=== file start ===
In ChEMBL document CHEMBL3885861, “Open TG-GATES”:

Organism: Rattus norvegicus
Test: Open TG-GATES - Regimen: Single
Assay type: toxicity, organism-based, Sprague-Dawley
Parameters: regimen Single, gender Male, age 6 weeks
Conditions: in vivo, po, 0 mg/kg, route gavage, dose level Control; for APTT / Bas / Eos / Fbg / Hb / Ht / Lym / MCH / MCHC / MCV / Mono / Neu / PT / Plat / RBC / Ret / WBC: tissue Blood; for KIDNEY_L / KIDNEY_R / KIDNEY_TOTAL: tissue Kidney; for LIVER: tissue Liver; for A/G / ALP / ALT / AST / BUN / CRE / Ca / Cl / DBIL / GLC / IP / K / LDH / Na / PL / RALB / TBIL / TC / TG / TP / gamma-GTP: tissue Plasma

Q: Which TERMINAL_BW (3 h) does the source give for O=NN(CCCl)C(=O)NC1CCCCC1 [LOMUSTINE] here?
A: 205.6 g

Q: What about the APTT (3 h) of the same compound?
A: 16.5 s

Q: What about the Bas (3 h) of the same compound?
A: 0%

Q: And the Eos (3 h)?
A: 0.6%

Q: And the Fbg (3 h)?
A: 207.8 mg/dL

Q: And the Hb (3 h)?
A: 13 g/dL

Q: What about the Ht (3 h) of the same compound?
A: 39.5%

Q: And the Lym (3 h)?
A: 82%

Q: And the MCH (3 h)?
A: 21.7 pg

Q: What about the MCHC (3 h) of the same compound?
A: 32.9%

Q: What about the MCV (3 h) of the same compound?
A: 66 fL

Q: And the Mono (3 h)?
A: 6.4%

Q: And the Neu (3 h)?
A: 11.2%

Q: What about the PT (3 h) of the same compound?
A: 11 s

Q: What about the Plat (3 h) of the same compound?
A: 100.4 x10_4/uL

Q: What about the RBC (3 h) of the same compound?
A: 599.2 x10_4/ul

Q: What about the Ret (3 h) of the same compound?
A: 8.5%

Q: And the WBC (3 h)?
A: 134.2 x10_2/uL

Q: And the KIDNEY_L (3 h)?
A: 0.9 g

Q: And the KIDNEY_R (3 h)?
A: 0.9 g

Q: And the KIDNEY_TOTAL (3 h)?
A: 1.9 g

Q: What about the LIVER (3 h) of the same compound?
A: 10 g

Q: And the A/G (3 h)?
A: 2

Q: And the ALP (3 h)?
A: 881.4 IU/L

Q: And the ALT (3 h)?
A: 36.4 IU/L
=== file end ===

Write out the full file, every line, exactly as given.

In ChEMBL document CHEMBL3885861, “Open TG-GATES”:

Organism: Rattus norvegicus
Test: Open TG-GATES - Regimen: Single
Assay type: toxicity, organism-based, Sprague-Dawley
Parameters: regimen Single, gender Male, age 6 weeks
Conditions: in vivo, po, 0 mg/kg, route gavage, dose level Control; for APTT / Bas / Eos / Fbg / Hb / Ht / Lym / MCH / MCHC / MCV / Mono / Neu / PT / Plat / RBC / Ret / WBC: tissue Blood; for KIDNEY_L / KIDNEY_R / KIDNEY_TOTAL: tissue Kidney; for LIVER: tissue Liver; for A/G / ALP / ALT / AST / BUN / CRE / Ca / Cl / DBIL / GLC / IP / K / LDH / Na / PL / RALB / TBIL / TC / TG / TP / gamma-GTP: tissue Plasma

Q: Which TERMINAL_BW (3 h) does the source give for O=NN(CCCl)C(=O)NC1CCCCC1 [LOMUSTINE] here?
A: 205.6 g

Q: What about the APTT (3 h) of the same compound?
A: 16.5 s

Q: What about the Bas (3 h) of the same compound?
A: 0%

Q: And the Eos (3 h)?
A: 0.6%

Q: And the Fbg (3 h)?
A: 207.8 mg/dL

Q: And the Hb (3 h)?
A: 13 g/dL

Q: What about the Ht (3 h) of the same compound?
A: 39.5%

Q: And the Lym (3 h)?
A: 82%

Q: And the MCH (3 h)?
A: 21.7 pg

Q: What about the MCHC (3 h) of the same compound?
A: 32.9%

Q: What about the MCV (3 h) of the same compound?
A: 66 fL

Q: And the Mono (3 h)?
A: 6.4%

Q: And the Neu (3 h)?
A: 11.2%

Q: What about the PT (3 h) of the same compound?
A: 11 s

Q: What about the Plat (3 h) of the same compound?
A: 100.4 x10_4/uL

Q: What about the RBC (3 h) of the same compound?
A: 599.2 x10_4/ul

Q: What about the Ret (3 h) of the same compound?
A: 8.5%

Q: And the WBC (3 h)?
A: 134.2 x10_2/uL

Q: And the KIDNEY_L (3 h)?
A: 0.9 g

Q: And the KIDNEY_R (3 h)?
A: 0.9 g

Q: And the KIDNEY_TOTAL (3 h)?
A: 1.9 g

Q: What about the LIVER (3 h) of the same compound?
A: 10 g

Q: And the A/G (3 h)?
A: 2

Q: And the ALP (3 h)?
A: 881.4 IU/L

Q: And the ALT (3 h)?
A: 36.4 IU/L